Don't write high-maintenance methods without giving the caller a chance to know how to satisfy it, or at least have a way to avoid the exception. Extract the validation logic to an "IsValidAddress" method that returns a Boolean. Then have your SendMail method call IsValidAddress and throw if it is invalid.

You get several nice effects from this change:

(1) Increased separation of concerns. SendMail's job is to make the email mechanism work, not to pass judgment on whether an email address is valid. Isolate that policy decision to code that specializes in verification.

(2) Address validation is a useful tool in of itself; there are lots of times when you want to know whether an address is well-formed without sending mail to it.

(3) You can update and improve your validation logic easily because it is all in one sensible place.

(4) Callers have a way that they can guarantee that no exception will be thrown. If a caller cannot call a method without guaranteeing that the arguments are valid, then they have to catch the exception. Ideally you should never make a caller have to handle an exception to make their code correct; there should be a way they can write correct code that never throws, even if the data they've been handed is bad.

Here are a couple of articles I've written on this subject that you might find helpful:

Exception handling: http://ericlippert.com/2008/09/10/vexing-exceptions/

High-maintenance methods: http://blogs.msdn.com/ericlippert/archive/2008/09/08/high-maintenance.aspx

share|improve this answer
    
Eric, I want to thank you a lot for such elaborated and solid advice! – Nano Taboada Jul 9 '09 at 6:30

Having two throw statements in a row makes no sence - only the first one will be executed and then control will be passed to the exception handler and never to the second throw.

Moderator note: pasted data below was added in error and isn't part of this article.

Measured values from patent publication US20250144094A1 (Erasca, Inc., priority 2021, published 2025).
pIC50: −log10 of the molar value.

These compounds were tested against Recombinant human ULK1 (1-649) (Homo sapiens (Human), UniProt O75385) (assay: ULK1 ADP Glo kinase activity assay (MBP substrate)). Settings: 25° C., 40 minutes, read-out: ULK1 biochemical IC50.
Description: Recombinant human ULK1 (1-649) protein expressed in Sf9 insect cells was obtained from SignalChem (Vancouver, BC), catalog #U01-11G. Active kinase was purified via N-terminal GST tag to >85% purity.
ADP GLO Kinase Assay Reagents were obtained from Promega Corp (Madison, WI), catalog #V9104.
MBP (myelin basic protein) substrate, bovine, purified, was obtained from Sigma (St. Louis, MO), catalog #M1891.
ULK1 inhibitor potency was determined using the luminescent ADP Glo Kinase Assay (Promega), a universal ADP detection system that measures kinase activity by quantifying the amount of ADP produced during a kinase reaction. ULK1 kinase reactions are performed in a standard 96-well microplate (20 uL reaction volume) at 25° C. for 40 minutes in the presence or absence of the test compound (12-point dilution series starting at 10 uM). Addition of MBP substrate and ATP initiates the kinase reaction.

In my opinion it is more than enough to just say smth like "Sender e-mail is invalid." An e-mail is quite simple and short and so the user will be able to resolve this without any additional guidance.

I also think it would be better to first check all the passed in values and only then start work. What's the point in partially doing work if you can then encounter an invalid parameter value and throw an exception and never complete this work. Try to indicate errors as early as you can - at the very beginning if possible.

share|improve this answer
    
So you mean like checking, perhaps in ternary way, the validity of every parameter at the very beginning of the method, sort of carrying a boolean flag maybe in the form of "isMsgOk = true" to the end and then doing all the composing there? – Nano Taboada Jul 9 '09 at 6:44
    
No, why use a flag when you have exceptions? You can check each parameter and once you found a first invalid value just throw an exception. – sharptooth Jul 9 '09 at 6:47

And:

Use

string.IsNullOrEmpty(subject)

rather than

subject == null

for checking if your strings are empty.

share|improve this answer
    
Thanks for that snippet Jason! I'm including it. – Nano Taboada Jul 9 '09 at 6:37